Telomere length and age in pinnipeds: The endangered Australian sea lion as a case study

Authors

  • Christopher Izzo,

    1. School of Earth and Environmental Sciences,
      DX650 418,
      University of Adelaide,
      Adelaide, South Australia 5005, Australia
      E-mail: c.izzo@adelaide.edu.au
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  • Derek J. Hamer,

    1. School of Earth and Environmental Sciences,
      DX650 418,
      University of Adelaide,
      Adelaide, South Australia 5005, Australia
      and
      South Australian Research and Development Institute,
      P. O. Box 120, Henley Beach, South Australia 5022, Australia
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    • Terry Bertozzi,

      1. South Australian Museum,
        North Terrace, Adelaide, South Australia 5000, Australia
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    • Stephen C. Donnellan,

      1. South Australian Museum,
        North Terrace, Adelaide, South Australia 5000, Australia
        and
        Australian Centre for Evolutionary Biology and Biodiversity, University of Adelaide,Adelaide, South Australia 5005, Australia
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    • Bronwyn M. Gillanders

      1. School of Earth and Environmental Sciences,
        DX650 418,
        University of Adelaide,
        Adelaide, South Australia 5005, Australia
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    Abstract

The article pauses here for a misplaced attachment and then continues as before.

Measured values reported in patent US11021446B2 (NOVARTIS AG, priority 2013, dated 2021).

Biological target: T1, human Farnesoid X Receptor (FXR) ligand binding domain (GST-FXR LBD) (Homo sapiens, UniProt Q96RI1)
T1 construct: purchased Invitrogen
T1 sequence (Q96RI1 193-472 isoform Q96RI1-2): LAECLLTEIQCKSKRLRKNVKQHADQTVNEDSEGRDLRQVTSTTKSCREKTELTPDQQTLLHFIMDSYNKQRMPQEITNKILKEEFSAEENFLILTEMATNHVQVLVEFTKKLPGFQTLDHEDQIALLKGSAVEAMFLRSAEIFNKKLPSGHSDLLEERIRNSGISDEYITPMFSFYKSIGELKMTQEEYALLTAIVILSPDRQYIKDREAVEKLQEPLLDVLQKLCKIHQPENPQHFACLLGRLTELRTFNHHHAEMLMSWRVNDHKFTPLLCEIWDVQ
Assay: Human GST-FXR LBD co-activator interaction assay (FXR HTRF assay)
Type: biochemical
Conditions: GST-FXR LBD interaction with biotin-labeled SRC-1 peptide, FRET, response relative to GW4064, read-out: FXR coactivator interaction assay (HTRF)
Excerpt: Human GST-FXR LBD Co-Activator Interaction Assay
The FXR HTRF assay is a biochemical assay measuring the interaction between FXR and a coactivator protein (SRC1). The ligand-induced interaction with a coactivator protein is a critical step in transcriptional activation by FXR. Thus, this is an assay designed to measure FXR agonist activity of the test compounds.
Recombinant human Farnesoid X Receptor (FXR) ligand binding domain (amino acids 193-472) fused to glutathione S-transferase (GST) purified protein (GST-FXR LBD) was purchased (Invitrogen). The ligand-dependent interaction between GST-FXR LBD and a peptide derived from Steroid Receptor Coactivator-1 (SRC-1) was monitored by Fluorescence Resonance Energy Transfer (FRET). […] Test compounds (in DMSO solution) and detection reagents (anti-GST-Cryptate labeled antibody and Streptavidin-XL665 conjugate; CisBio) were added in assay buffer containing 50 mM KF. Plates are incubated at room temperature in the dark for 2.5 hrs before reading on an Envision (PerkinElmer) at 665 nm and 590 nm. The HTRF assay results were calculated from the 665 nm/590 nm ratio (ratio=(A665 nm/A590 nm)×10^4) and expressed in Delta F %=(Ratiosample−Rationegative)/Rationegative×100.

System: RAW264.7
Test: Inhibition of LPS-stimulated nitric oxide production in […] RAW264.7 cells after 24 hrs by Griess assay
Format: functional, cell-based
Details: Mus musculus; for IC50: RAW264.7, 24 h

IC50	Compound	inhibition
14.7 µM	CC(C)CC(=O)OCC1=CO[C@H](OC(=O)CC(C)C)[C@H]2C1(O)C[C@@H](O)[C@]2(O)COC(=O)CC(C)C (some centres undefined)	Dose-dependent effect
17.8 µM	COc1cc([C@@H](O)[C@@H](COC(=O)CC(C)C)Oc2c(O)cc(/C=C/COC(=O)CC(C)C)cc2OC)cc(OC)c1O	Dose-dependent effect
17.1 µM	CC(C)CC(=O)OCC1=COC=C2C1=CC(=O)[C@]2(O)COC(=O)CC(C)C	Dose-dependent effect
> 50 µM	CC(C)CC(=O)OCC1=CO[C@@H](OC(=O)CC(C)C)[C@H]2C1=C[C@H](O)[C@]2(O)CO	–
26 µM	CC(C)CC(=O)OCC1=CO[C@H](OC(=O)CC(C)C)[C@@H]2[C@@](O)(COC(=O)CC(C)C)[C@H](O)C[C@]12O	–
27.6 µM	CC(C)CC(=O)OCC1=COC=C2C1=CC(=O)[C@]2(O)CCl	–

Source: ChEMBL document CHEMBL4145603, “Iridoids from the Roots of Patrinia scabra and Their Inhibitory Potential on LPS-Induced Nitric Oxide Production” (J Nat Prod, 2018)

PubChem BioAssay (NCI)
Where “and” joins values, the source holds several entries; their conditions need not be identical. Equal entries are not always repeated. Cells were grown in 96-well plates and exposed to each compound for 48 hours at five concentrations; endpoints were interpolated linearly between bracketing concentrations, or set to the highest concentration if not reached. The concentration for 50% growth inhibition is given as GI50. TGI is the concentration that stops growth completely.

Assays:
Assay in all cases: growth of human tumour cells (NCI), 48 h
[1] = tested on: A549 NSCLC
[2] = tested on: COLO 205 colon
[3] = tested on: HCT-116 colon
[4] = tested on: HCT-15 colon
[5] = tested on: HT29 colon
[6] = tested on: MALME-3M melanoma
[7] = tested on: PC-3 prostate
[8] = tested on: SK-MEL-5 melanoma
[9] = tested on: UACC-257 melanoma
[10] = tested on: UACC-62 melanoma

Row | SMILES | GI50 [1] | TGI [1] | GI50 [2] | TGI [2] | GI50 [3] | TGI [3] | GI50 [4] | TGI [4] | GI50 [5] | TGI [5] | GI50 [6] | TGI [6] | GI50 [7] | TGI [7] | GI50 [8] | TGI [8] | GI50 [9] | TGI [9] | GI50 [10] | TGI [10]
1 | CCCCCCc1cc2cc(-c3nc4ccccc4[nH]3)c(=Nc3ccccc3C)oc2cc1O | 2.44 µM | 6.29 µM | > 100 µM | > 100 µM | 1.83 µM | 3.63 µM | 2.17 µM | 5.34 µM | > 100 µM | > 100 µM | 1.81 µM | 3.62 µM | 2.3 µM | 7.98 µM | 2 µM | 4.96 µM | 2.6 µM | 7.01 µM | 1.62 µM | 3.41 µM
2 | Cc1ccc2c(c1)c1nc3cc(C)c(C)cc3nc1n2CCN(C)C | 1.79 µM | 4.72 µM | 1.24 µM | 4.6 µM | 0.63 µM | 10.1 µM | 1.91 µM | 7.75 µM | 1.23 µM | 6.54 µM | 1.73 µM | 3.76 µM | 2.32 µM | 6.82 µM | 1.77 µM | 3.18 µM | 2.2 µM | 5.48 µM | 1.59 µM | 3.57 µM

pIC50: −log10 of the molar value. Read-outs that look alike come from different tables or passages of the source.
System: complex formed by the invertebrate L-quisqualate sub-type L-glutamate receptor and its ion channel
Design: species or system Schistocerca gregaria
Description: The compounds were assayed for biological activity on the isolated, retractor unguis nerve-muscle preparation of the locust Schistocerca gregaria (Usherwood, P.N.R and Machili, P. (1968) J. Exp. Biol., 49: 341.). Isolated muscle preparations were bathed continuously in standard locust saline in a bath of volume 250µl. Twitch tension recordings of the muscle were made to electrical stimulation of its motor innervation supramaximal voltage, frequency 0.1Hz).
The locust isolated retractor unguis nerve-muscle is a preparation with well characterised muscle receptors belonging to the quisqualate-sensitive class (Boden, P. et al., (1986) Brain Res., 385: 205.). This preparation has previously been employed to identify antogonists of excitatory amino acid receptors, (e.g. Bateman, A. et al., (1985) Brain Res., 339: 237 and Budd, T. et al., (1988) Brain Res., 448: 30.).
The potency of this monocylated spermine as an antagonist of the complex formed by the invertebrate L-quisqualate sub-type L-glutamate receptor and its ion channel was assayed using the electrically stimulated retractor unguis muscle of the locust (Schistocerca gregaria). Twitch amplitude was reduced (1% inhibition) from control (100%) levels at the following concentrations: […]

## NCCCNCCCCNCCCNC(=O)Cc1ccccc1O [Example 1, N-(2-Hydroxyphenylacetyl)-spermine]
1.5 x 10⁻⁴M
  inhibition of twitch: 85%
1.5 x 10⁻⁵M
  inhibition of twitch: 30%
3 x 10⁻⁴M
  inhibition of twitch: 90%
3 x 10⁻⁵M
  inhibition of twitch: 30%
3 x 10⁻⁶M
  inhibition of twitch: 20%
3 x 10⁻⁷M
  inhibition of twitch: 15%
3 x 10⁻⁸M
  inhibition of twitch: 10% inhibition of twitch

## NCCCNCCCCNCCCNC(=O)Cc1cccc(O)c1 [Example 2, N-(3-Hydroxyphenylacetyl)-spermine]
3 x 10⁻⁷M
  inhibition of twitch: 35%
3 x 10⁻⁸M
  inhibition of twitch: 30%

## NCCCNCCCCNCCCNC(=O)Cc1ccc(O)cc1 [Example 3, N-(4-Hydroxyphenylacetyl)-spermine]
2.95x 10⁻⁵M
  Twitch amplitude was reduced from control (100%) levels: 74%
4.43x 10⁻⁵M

Telomeres are the protective caps at the ends of all eukaryotic chromosomes. Because DNA replication of chromosome ends is incomplete, telomeres undergo sequence loss with each cell division resulting in the progressive shortening of their lengths. Telomere shortening with age is known from terrestrial mammals. We test whether this pattern is shared by marine mammals, by comparing telomere lengths between age classes in a pinniped species, the Australian sea lion (Neophoca cinerea). Telomere lengths were measured using a real-time quantitative polymerase chain reaction (PCR) method in specimens from three age classes: pup (<1.5 yr), juvenile (1.5–5 yr), and adult (>5 yr). Mean telomere lengths of the adults were significantly shorter than the juvenile and pup classes. However, we were unable to differentiate between pups and juveniles. These findings confirm that the Australian sea lion shares the general pattern of shortening telomere lengths with age as documented in terrestrial mammals. The application of telomere lengths as an age determinant requires considerable development to refine the scale of the age estimates derived, which will require the use of known-aged individuals. Nonetheless, measures of telomere lengths have the potential to become valuable tools in molecular ecology and forensics for assessing compliance in harvesting situations.

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